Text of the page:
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Significance and Use
Each year, many thousands of water samples are collected and the chemical components are determined from natural groundwater sources.
An understanding of the relationships between the similarities and differences of these water analyses are facilitated by displaying each separate analysis as a pictorial diagram. This type of diagram allows for a direct comparison between two or more analyses and their displayed ions.
This guide presents a compilation of diagrams that allows for transformation of numerical data into visual, usable forms. It is not a guide to selection or use. That choice is program or project specific.
The single sample water-analysis diagrams described in this guide display the following; (1) the ppm or mg/L concentrations of the cations and anions on bars, circles, or baseline diagrams; (2) the epm or meq/L percentages of the cation and anion weights on bars, double bars, circles, radiating vectors, or kitelike shapes and; (3) a combination of (1) and (2) on circles (1, 3, 25, 27, 28, 29).
The classification of the composition of natural groundwater is an early use of the single sample water-analysis diagram.
Note 3—Palmer, in 1911, developed a tabular system for the classification of natural water. Rogers, in a 1917 study of oil-field waters, presented the Palmer classification on a graphical display that had three vertical bars (6, 7, 29).
The origin of the water may be postulated by the amount and the relationship of the cations and anions in a water sample that is plotted on the diagram. Patterns visually indicate water types and origins.
Comparison of the visual similarity or dissimilarity of diagrams for different water analyses that are from separate locations allows the analyst to evaluate if the samples may be from the same water source or not.
Numerous interpretive methods are possible from the examination of a series of the single sample water-analysis diagrams.
Note 4—For example, by arranging the diagrams at the point of origin as represented on a geologic cross section or on an areal map, the hydrochemical changes can be visualized as the water travels through the hydrologic regime, the amount of mixing that has taken place with water from a different origin, and the effects of ambient conditions, such as air, temperature, rock, and man-induced contaminants, on the water.
Note 5—It should be noted that for many hydrochemical research problems involving the interpretation of the origin, chemical reactions, and mixing of natural water, the single sample water-analysis diagram is only one segment of several analytical methods needed to understand condition.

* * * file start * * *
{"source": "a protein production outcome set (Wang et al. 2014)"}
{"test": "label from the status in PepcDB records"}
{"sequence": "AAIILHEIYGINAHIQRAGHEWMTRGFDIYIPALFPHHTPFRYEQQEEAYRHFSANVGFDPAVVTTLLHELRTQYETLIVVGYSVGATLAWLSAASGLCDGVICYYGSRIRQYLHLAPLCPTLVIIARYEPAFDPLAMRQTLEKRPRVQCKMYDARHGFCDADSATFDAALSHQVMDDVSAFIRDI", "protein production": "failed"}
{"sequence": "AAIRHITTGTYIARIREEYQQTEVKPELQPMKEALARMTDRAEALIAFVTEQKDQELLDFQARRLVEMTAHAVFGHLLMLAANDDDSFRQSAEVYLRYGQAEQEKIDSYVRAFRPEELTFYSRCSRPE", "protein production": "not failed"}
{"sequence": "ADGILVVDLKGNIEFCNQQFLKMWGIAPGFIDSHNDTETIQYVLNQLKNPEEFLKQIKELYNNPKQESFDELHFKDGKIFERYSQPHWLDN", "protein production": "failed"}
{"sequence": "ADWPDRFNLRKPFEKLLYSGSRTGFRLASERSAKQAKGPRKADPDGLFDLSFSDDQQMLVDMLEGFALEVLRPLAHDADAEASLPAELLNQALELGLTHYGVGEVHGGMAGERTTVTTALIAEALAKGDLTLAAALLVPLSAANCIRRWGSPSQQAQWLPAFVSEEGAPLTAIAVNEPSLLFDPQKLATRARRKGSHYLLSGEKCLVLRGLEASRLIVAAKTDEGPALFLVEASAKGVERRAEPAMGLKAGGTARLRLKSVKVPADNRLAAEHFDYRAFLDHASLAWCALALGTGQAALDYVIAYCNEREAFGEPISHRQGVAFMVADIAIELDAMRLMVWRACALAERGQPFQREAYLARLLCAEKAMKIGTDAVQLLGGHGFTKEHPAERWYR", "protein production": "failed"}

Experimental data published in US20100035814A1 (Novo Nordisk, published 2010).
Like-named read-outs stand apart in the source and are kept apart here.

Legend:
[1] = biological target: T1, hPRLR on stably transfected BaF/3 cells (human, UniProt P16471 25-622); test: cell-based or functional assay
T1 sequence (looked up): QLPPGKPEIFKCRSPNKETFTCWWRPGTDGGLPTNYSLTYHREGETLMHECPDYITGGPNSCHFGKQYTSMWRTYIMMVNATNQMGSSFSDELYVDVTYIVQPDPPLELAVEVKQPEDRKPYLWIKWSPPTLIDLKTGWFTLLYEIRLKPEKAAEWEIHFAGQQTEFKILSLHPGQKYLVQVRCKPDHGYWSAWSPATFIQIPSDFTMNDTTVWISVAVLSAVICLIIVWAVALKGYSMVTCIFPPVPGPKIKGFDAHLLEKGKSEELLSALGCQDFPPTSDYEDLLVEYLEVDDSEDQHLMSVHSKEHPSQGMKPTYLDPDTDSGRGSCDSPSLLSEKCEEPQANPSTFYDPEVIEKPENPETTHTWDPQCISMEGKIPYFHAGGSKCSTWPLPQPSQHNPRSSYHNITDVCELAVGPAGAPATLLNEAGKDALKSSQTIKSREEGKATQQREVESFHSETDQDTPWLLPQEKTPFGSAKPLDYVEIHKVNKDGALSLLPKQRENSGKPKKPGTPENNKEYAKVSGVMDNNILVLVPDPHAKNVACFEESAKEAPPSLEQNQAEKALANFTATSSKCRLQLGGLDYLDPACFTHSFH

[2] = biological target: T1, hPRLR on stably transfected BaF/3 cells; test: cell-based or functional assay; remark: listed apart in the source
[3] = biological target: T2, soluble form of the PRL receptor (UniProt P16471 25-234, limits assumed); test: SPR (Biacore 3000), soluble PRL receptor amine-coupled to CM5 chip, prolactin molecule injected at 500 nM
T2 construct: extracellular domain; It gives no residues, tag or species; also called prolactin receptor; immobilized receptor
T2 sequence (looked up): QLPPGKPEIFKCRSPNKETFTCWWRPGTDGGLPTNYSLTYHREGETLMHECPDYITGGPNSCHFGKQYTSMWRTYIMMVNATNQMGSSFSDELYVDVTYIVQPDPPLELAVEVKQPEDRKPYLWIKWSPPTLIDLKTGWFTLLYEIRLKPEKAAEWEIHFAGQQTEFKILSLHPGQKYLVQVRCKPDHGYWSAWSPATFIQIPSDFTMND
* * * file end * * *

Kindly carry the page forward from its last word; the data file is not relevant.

1.1 This guide covers the category of water-analysis diagrams that use pictorial or pattern methods (for example, bar, radiating vectors, pattern, and circular) as a basis for displaying each of the individual chemical components that were determined from the analysis of a single sample of natural groundwater (see Terminology).
1.2 This guide on single-analysis diagrams is the second of several standards to inform the professionals in the field of hydrology with the traditional graphical methods available to display groundwater chemistry.
Note 1—The initial guide described the category of water-analysis diagrams that use two-dimensional trilinear graphs to display, on a single diagram, the common chemical components from two or more complete analyses of natural groundwater.
1.2.1 A third guide will be for diagrams based on data analytical calculations that include those categories of water analysis graphs where multiple analyses are analyzed statistically and the results plotted on a diagram (for example, the box, and so forth).
1.3 Numerous methods have been developed to display, on single-analyses diagrams, the ions dissolved in water. These methods were developed by investigators to assist in the interpretation of the origin of the ions in the water and to simplify the comparison of analyses, one with another.
1.4 This guide presents a compilation of diagrams from a number of authors that allows for transformation of numerical data into visual, usable forms. It is not a guide to selection or use. That choice is program or project specific.
Note 2—Use of tradenames in this guide is for identification purposes only and does not constitute endorsement by ASTM.
1.5 This guide offers an organized collection of information or a series of options and does not recommend a specific course of action. This document cannot replace education or experience and should be used in conjunction with professional judgment. Not all aspects of this guide may be applicable in all circumstances. This ASTM standard is not intended to represent or replace the standard of care by which the adequacy of a given professional service must be judged, nor should this document be applied without consideration of a project's many unique aspects. The word “Standard” in the title of this document means only that the document has been approved through the ASTM consensus process.
2. Referenced Documents (purchase separately) The documents listed below are referenced within the subject standard but are not provided as part of the standard.
D596 Guide for Reporting Results of Analysis of Water
D653 Terminology Relating to Soil, Rock, and Contained Fluids
D1129 Terminology Relating to Water
D5754 Guide for Displaying the Results of Chemical Analyses of Ground Water for Major Ions and Trace Elements--Trilinear Diagrams for Two or More Analyses
ICS Number Code 01.080.20 (Graphical symbols for use on specific equipment); 13.060.10 (Water of natural resources)
ASTM D5738-95(2006), Standard Guide for Displaying the Results of Chemical Analyses of Groundwater for Major Ions and Trace Elements - Diagrams for Single Analyses, ASTM International, West Conshohocken, PA, 2006, www.astm.orgBack to Top